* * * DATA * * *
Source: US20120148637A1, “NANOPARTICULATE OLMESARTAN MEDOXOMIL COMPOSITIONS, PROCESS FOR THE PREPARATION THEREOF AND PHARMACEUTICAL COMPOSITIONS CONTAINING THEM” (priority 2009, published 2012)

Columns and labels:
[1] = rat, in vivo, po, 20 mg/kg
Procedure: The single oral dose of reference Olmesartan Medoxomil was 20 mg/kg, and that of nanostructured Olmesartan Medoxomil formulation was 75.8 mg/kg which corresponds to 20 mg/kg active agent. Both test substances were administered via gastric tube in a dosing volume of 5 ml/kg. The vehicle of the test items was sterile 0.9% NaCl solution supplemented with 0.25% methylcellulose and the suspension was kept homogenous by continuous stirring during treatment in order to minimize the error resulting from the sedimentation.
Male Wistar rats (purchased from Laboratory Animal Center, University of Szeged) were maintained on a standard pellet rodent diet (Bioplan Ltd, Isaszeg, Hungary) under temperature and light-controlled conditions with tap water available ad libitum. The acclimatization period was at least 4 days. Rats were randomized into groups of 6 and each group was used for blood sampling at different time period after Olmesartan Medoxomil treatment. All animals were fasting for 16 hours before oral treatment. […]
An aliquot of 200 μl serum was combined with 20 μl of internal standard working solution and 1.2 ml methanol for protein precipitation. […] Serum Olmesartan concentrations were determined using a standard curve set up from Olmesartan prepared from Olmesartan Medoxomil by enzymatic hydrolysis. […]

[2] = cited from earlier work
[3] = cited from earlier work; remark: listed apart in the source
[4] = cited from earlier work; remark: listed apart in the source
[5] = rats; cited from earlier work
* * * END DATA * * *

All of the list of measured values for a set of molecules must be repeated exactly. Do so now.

Source: US20120148637A1, “NANOPARTICULATE OLMESARTAN MEDOXOMIL COMPOSITIONS, PROCESS FOR THE PREPARATION THEREOF AND PHARMACEUTICAL COMPOSITIONS CONTAINING THEM” (priority 2009, published 2012)

Columns and labels:
[1] = rat, in vivo, po, 20 mg/kg
Procedure: The single oral dose of reference Olmesartan Medoxomil was 20 mg/kg, and that of nanostructured Olmesartan Medoxomil formulation was 75.8 mg/kg which corresponds to 20 mg/kg active agent. Both test substances were administered via gastric tube in a dosing volume of 5 ml/kg. The vehicle of the test items was sterile 0.9% NaCl solution supplemented with 0.25% methylcellulose and the suspension was kept homogenous by continuous stirring during treatment in order to minimize the error resulting from the sedimentation.
Male Wistar rats (purchased from Laboratory Animal Center, University of Szeged) were maintained on a standard pellet rodent diet (Bioplan Ltd, Isaszeg, Hungary) under temperature and light-controlled conditions with tap water available ad libitum. The acclimatization period was at least 4 days. Rats were randomized into groups of 6 and each group was used for blood sampling at different time period after Olmesartan Medoxomil treatment. All animals were fasting for 16 hours before oral treatment. […]
An aliquot of 200 μl serum was combined with 20 μl of internal standard working solution and 1.2 ml methanol for protein precipitation. […] Serum Olmesartan concentrations were determined using a standard curve set up from Olmesartan prepared from Olmesartan Medoxomil by enzymatic hydrolysis. […]

[2] = cited from earlier work
[3] = cited from earlier work; remark: listed apart in the source
[4] = cited from earlier work; remark: listed apart in the source
[5] = rats; cited from earlier work